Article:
By Vidya Pradhan
He is a quiet phenomenon. Dya Singh may not be part of the spiritual mainstream yet, but the jovial singer attracts capacity crowds as he makes his way around the world, singing shabads, kirtans, bhajans and semi-classical film songs with the underlying purpose of spreading truth and goodness. The message is simple, the delivery full of joy and music.
I attended a special performance by Dya Singh and his multi-ethnic troupe at the Sunnyvale Temple last week. Accompanying him were his daughter Parvyn and three of his finest musicians – Dheeraj Shrestha, Andrew Clermont and Josh Bennett. Even with such a small entourage, through sheer strength of talent and creativity, the evening was rich with both musical substance and spiritual feeling. The songs ranged from a multi-religious chant( the audience provided the choruses of “Hare Ram” and “Allahu Akbar”) and a fiery, improvised version of Man Tarpat Hari Darshan Ko Aaj that had us clapping several times through the performance. The solo riffs by the talented accompanists were breath-taking as they switched between the didgeridoo and the mandolin, dilruba and guitar. Parvyn’s pure voice provided a haunting harmony to the powerful vocals of Dya Singh.
I chatted with the singer a few minutes before the show began to find out a little more about what makes this energizing personality tick.
Your father was a big influence on you. I read that he was part of a Sikh ministry in Malaysia.
DS:Well, the word is minstrel. Minstrel to me means a musical preacher who is on the movie. The Malaysian Sikh community hired my father, Giani Harchand Singh Bassian to come and become the preacher in the community. In Malaysia there are 147 gurudwaras as the community goes back to about 1890. The Sikhs came as a police force for the British. They loved the weather and decided to settle there.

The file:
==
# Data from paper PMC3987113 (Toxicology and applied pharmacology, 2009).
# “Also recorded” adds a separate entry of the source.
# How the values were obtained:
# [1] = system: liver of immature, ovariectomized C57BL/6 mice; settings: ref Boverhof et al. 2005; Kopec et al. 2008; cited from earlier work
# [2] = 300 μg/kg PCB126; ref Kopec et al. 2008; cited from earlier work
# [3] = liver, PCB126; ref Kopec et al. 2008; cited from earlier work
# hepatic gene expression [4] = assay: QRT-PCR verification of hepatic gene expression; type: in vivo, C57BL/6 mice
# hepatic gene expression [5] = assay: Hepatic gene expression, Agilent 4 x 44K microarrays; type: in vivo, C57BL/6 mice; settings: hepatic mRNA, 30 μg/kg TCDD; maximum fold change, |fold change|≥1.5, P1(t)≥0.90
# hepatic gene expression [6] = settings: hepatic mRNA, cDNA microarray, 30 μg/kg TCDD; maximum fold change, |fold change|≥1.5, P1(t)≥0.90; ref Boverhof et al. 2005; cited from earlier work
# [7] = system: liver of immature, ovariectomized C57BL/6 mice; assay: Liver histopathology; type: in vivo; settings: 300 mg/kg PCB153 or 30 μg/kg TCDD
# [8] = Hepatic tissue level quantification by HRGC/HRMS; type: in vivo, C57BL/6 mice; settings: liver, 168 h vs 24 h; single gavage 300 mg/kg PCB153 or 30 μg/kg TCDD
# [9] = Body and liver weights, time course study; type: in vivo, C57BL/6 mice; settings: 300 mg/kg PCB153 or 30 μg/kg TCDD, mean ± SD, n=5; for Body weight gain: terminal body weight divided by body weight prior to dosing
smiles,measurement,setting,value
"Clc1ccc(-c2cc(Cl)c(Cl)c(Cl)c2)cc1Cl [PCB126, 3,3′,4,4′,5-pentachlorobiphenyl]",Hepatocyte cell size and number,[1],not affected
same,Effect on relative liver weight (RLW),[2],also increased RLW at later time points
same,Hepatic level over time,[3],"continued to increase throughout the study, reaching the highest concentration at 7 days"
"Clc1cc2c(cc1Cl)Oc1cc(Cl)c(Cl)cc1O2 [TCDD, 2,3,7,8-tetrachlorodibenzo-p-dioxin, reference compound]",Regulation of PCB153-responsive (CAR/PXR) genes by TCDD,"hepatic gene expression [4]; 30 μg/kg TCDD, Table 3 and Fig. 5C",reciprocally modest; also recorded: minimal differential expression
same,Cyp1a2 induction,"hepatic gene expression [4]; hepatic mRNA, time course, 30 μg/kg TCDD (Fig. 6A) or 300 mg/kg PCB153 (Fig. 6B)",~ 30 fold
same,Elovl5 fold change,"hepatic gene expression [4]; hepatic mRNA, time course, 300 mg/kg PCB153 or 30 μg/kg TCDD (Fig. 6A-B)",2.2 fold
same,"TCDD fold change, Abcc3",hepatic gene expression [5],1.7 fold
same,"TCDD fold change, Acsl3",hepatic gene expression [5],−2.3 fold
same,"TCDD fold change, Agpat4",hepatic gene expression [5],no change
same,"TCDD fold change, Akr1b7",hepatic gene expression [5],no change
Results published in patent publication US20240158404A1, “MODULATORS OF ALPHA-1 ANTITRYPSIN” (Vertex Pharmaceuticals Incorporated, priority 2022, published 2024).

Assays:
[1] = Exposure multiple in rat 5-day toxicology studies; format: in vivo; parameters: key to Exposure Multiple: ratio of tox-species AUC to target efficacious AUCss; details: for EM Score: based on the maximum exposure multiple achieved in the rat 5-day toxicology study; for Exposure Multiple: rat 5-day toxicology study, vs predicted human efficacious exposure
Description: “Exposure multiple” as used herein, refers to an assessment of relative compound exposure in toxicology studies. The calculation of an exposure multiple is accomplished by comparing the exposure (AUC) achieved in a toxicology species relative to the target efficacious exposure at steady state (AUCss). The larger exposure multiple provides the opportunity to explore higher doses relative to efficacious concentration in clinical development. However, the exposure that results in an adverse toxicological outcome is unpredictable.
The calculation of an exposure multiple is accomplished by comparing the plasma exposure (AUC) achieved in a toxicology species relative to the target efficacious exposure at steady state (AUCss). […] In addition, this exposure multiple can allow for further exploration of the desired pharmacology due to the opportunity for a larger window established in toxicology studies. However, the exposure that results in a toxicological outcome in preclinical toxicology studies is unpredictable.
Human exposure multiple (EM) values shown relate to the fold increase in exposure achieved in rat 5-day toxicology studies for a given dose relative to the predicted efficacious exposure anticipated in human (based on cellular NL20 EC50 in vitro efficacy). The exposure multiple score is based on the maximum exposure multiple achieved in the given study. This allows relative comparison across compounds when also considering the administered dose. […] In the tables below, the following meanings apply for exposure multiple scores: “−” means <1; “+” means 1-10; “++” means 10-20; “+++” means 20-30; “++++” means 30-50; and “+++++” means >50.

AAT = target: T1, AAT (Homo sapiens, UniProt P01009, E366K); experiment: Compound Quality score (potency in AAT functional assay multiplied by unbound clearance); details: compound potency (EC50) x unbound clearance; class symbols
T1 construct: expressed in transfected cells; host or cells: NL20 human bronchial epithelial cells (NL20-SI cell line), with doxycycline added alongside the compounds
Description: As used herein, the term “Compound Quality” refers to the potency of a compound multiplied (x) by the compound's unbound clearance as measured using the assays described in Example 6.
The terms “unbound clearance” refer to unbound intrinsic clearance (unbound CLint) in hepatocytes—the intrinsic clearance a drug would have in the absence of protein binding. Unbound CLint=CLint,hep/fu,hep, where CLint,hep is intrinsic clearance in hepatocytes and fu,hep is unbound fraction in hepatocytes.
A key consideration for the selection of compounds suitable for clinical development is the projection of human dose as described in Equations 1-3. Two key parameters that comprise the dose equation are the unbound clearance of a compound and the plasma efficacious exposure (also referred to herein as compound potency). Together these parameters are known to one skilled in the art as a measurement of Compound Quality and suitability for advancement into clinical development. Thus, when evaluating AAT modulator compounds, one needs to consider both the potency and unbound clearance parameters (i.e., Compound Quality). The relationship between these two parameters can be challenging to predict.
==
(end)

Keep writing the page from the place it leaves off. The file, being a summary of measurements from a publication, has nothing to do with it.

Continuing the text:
How do you maintain the Sikh identity after 5 generations in a foreign country?
DS:The reason why we were able to do it was because we didn’t have the external pressures that we have in western countries. Malaysia being a Muslim country, we were not heavily influenced by television, radio, etc. Also because of people like my father, there was a lot of influence on the younger children. Our parents were very dedicated, pious people and they made sure we had the right influences in our lives.
Is it easier to maintain the culture in Sikhism, rather than, say Hinduism?
DS:Not necessarily. I would say it is harder because you have an external identity to worry about. Once you are proud of what you are, once it is an identity you relate to, it is not difficult.
What is the guiding principle of Sikhism?
DS:I think the big principle is what we have on our tee-shirt. ( If you don’t see God in all, you don’t see God at all). That has become my biggest motivation. You must be able to see God in everyone. If you can’t do that, that creates a problem. If you can preserve your identity, but at the same time accept every other identity as equal to yours, that is the heart of our philosophy. That has been the saving grace of Sikhism.
Don’t forget that in our scriptures, we have over thirty sages writing in our Sri Guru Granth Sahib who were both Hindu and Muslim. And high caste and low caste. Our Guru Sahibs accepted whatever writing was true to the spirit of Sikhism. We bow to the Guru Granth Sahib. That means we accept every faith, every thought, as long as it is in the pursuit of truth.
How did you distill your message over the years?
DS:I think that the simple answer is that I have 3 daughters of my own and I am bringing them up in western countries. I wanted to communicate what I learned from my parents across to the younger generation at a time when they were under a tremendous amount of societal pressure. I wanted to put it across in a way that made sense to them. So in the process of teaching them, it became a mission that this was something I could do for other youngsters as well. And the medium is music.
But the music( shabads and kirtans) has a language barrier. How do you overcome that?
DS(laughing):Amazingly enough, music is the one tool that does not have a language barrier. The strength is the music, not what I am saying. Take the word mantra. Mantra means magic. It is like a magic potion. They know I am singing about goodness and truth and it is coming from the heart. Our first concert in the US was in the university in Chico. The 500 seat auditorium was packed with Americans and I started singing gurbani. All I do(in my performances) is say one or two lines in the beginning of each song to explain what it is all about – then I invite the audience to jump on the vehicle and go. Music has that power. That is the reason the Guru Granth Sahib is set to music.